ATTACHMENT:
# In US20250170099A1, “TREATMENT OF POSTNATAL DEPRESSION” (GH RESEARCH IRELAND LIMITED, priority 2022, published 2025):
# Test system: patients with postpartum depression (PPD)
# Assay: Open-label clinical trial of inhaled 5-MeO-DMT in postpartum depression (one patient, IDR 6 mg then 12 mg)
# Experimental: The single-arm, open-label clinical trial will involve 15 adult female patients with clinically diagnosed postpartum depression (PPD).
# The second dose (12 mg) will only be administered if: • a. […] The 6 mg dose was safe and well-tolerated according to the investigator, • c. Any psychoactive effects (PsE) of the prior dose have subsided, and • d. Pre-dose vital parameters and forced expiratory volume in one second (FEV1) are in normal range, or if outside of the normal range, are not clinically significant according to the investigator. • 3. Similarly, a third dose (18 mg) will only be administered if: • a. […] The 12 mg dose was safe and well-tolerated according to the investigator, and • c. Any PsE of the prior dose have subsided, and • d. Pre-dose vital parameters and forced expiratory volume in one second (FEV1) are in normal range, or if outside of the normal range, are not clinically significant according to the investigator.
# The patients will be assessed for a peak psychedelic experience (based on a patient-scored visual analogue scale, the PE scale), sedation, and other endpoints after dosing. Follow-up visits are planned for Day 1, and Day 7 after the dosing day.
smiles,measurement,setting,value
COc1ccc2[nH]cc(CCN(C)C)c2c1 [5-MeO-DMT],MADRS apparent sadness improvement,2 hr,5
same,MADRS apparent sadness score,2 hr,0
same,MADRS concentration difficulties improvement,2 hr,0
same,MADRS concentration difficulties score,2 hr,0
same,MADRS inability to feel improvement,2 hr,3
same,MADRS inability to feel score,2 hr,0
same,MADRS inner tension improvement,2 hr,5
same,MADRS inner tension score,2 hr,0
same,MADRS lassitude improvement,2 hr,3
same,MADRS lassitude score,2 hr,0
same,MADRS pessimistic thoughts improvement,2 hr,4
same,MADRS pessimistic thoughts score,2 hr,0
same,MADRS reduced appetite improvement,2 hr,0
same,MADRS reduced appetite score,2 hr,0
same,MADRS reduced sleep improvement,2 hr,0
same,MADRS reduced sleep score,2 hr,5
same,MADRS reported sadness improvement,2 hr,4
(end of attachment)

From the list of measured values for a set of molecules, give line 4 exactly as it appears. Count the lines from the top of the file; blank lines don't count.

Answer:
# Experimental: The single-arm, open-label clinical trial will involve 15 adult female patients with clinically diagnosed postpartum depression (PPD).